15 AUGUST 2005
connected by prima cord, or simply the prima cord alone, are strung the full depth of the
hole. Each hole is detonated in succession, and the resulting large diameter holes
formed by lateral displacement are backfilled. A sluiced-in cohesionless backfill will
densify under the action of vibrations from subsequent blasts. Finer grained backfills
can be densified by tamping.
Vibrating Probe (Terraprobe). A 30-in-outside-diameter, open-ended
pipe pile with 9.5 mm (3/8-in) wall thickness is suspended from a vibratory pile driver
operating at 15 Hz. A probe length from 3.05 to 4.57 m (10 to 15 ft) greater than the soil
depth to be stabilized is used. Vibrations of 9.5 mm to 25.4 mm (3/8 to 1 in) amplitude
are applied in a vertical mode. Probes are made at a spacing of between 0.91 and 3.05
m (3 to 10 ft). After the soil sinks to the desired depth, the probe is held for 30 to 60
seconds before extraction. The total time required per probe is typically 2 , to 4
minutes. Effective treatment has been accomplished at depths of 3.66 to 18.29 m (12
to 60 ft). Areas in the range of 376 to 585 m2 (450 to 700 sq yd) may be treated per
machine per 8 hour shift.
Test sections about 9.1 to 18.3 m (30 to 60 ft) on a side are desirable to evaluate the
effectiveness and required probe spacing. The grain-size range of treated soil should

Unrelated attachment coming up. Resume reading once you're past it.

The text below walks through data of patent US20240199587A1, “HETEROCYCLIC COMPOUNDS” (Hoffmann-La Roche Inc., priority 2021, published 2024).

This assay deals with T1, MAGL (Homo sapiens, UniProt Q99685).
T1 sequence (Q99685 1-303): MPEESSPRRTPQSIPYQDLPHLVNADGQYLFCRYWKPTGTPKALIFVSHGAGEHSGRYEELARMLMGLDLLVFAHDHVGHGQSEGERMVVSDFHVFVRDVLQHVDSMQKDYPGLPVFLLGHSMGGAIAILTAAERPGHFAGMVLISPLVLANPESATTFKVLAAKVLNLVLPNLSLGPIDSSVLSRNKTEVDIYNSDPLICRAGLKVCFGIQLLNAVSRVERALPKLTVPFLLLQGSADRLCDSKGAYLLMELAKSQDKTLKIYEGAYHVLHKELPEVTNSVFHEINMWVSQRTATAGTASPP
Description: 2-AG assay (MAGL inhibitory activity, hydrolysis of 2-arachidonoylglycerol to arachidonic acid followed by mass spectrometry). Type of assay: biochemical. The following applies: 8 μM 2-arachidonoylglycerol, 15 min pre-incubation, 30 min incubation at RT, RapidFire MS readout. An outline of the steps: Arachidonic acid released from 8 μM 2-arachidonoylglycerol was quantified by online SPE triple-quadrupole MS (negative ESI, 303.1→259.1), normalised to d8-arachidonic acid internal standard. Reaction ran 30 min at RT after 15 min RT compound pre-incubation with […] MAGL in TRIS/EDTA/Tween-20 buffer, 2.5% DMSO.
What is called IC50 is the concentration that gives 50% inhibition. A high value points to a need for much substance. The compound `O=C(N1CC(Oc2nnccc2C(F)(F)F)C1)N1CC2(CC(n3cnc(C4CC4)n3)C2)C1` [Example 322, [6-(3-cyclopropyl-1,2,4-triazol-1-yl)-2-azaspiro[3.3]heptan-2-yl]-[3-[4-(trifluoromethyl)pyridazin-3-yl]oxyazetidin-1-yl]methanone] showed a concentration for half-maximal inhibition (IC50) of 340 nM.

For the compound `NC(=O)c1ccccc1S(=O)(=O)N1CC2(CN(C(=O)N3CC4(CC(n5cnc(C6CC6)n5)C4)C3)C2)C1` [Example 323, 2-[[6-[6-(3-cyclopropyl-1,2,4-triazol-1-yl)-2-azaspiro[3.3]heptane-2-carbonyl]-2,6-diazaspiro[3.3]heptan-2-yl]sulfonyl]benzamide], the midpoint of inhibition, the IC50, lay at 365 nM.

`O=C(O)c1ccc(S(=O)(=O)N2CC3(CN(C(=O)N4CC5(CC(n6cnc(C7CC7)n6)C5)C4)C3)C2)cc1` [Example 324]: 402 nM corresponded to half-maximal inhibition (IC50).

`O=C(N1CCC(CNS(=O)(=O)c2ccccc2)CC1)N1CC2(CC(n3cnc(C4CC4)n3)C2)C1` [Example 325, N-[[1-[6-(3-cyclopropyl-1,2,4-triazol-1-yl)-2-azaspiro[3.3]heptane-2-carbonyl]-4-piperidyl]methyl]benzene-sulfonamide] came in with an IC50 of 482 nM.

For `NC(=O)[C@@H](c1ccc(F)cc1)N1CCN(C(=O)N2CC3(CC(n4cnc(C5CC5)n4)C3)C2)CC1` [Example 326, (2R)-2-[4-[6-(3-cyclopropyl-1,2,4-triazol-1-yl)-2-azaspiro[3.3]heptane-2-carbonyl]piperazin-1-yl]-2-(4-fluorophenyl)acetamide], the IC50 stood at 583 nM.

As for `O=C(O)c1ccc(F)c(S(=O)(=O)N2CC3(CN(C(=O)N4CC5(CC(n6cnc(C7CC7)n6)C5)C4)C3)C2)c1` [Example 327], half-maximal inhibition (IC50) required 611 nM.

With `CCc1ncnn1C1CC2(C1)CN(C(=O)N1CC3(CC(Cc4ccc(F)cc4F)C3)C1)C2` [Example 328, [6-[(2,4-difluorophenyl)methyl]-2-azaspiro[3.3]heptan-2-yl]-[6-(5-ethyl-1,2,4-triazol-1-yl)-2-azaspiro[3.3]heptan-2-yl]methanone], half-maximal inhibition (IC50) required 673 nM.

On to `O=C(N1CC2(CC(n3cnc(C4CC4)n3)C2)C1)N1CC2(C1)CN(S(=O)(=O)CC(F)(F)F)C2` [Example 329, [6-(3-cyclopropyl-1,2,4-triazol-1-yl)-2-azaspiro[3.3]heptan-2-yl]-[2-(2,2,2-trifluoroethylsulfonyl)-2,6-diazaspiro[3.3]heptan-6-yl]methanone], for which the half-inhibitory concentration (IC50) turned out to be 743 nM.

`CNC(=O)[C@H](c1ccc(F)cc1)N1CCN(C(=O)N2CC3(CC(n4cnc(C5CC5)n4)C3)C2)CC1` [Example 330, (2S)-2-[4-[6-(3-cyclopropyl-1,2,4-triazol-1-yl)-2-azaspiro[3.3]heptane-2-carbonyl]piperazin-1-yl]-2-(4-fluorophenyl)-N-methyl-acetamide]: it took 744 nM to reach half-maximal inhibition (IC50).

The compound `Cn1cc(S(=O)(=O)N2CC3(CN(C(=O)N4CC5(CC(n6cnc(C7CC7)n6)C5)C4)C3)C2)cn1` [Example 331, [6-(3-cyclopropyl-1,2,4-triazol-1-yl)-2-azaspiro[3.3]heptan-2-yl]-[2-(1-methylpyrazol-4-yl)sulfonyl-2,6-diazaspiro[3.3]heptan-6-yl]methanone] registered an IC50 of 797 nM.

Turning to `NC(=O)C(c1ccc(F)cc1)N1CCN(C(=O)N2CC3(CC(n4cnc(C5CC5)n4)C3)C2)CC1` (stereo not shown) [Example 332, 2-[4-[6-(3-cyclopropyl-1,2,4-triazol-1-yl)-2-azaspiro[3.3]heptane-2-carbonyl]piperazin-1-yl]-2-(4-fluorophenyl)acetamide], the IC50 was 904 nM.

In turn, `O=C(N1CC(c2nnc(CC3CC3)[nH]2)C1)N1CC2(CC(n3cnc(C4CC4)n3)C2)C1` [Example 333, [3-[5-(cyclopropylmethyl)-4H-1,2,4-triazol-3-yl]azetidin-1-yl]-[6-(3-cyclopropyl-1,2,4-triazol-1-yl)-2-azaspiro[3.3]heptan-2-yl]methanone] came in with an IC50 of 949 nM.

fall within limits shown in Figure 16-2. A square pattern is often used, with a fifth probe
at the center of each square giving more effective increased densification than a
reduced spacing. Saturated soil conditions are necessary as underlying soft clay layers
may dampen vibrations.
Vibratory Rollers. Where cohesionless deposits are of limited thickness,
e.g., less than 2 m (6 ft), or where cohesionless fills are being placed, vibratory rollers
are likely to be the beat and most economical means for achieving high density and
strength. Use with flooding where a source of water is available. The effective depth of
densification may be 2 m (6 ft) or more for heaviest vibratory rollers or a fill placed in
successive lifts, a density-depth distribution similar to that in Figure 8-7.3 results. It is
essential that the lift thickness, soil type, and roller type be matched. Properly matched
systems can yield compacted layers at a relative density of 85 to 90 percent or more.
Vibrodisplacement Compaction. The methods in this group are similar
to those described in the preceding section except that the vibrations are supplemented
by active displacement of the soil and, in the case of vibroflotation and compaction
piles, by backfilling the zones from which the soil has been displaced.
Compaction Piles. Partly saturated or freely draining soils can be
effectively densified and strengthened by this method, which involves driving
displacement piles at close spacings, usually 1 to 2 m (3 to 6 ft) on centers. One
effective procedure is to cap temporarily the end of a pipe pile (e.g., by a detachable
plate) and drive it to the desired depth, which may be up to 18 m (60 ft). Either an
impact hammer or a vibratory driver can be used. Sand or other backfill material is
introduced in lifts with each lift compacted concurrently with withdrawal of the pipe pile.
In this way, not only is the backfill compacted, but the compacted column has also
expanded laterally below the pipe tip forming a caisson pile.
Heavy Tamping (Dynamic Consolidation). Repeated impacts
of a very